I got my first sewing machine two years ago from Craigslist. It had an unfortunate run-in with some vintage chenille and was never the same. I donated it to a charity garage sale, and a woman named Heaven bought it. That made me laugh because that machine gave me nothing but H*&%!
My next machine was from Craigslist also, a Singer Model 384. It was a fine little machine, but it could not stand up to the rigors of rag quilting. Sewing through all the layers, especially denim on denim, requires some power. A no frills machine is fine, no computerized options are necessary, but it needs some oomph.
My second machine, on the floor next to the dog bed, awaiting a new home.
Then I got my new machine. While I still make some bone head sewing mistakes, it is so wonderful to sew without jams, skips and whining, the latter coming from me.
My new Janome HD1000!
Ready to put the rag quilt together. The first row is sewn together just as it was stacked together. Picture the whole thing laid out on the floor, that is how it will be sewn.
The first square in your stacked first row...
...will be sewn to the edge of the next square...
...on down the line. You can pin these together if you like, but it's not necessary if you keep the stack in order.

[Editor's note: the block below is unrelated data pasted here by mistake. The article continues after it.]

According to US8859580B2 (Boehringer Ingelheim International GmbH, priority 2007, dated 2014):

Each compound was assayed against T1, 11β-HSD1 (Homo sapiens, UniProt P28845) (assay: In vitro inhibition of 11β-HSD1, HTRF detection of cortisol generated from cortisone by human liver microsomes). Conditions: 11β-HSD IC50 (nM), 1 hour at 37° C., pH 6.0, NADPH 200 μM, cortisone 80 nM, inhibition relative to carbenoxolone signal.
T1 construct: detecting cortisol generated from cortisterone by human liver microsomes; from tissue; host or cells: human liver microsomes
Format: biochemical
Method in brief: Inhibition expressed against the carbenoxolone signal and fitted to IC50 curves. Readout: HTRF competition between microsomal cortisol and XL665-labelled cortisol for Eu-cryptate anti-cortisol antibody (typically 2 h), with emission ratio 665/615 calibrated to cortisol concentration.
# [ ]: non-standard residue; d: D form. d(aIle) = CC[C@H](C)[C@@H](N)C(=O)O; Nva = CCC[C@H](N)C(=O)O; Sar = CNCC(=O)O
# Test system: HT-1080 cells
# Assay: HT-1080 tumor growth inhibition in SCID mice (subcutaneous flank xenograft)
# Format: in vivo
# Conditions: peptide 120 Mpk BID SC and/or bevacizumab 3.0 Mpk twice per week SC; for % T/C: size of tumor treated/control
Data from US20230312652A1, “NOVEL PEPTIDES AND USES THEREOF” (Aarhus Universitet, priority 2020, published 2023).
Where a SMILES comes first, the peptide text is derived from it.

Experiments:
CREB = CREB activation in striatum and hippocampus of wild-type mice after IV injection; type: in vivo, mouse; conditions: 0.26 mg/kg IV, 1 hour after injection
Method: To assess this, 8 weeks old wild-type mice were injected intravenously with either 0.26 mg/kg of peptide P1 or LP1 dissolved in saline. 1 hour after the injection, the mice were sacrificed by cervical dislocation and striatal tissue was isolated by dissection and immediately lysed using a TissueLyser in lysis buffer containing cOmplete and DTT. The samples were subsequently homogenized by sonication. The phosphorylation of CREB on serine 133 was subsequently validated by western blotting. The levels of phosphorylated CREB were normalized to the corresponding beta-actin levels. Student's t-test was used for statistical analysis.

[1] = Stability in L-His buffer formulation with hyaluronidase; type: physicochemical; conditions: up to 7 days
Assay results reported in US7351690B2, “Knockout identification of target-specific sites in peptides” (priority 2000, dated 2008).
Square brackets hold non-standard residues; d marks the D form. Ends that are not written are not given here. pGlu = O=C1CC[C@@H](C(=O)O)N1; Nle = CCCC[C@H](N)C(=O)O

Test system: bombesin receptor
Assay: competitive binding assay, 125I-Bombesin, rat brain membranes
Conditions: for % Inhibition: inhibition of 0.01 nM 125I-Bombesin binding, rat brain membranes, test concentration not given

The seam allowance can be as wide as you like but definitely more than the typical 1/4" in regular sewing. Some raq quilters use a huge 1" seam allowance, but I think that looks like the tail wagging the dog. I use the far right of that hole as my guide, which is between 1/2" and 5/8".
Start sewing the squares together, the top of one to the bottom of the next.
Keep it consistent, and make sure you sewed all four layers. If they are not all even, that's OK, as long as you have all four safely in the seam.
One row done, seven more to go.
Now to sew the rows together. It will go together just like you laid it out.
You can pin the corners, but I don't. I got tired of being poked. I just line them up and adjust them before they go under the foot.
It's a match.
It will look horrible on the one side, that is normal.
Depending on whether I plan to sell it or not, I may or may not let this go. On a memory quilt? Well, no one was perfect. For Squared Up? Maybe I should have named my business Close Enough!
Definitely a tear out, that looks really bad! But I just tear out the corner itself, not the whole row. Then I just force it to cooperate.
Sew row 1 to 2, 3 to 4, 5 to 6 to 7. Then sew the three parts together and you are done, with the rows. But one more step.
Sew around the entire edge with a slightly larger seam allowance, it will help balance the appearance of the Xs on the side squares. Now you are done, with the sewing part at least. The next part? The dreaded snipping process.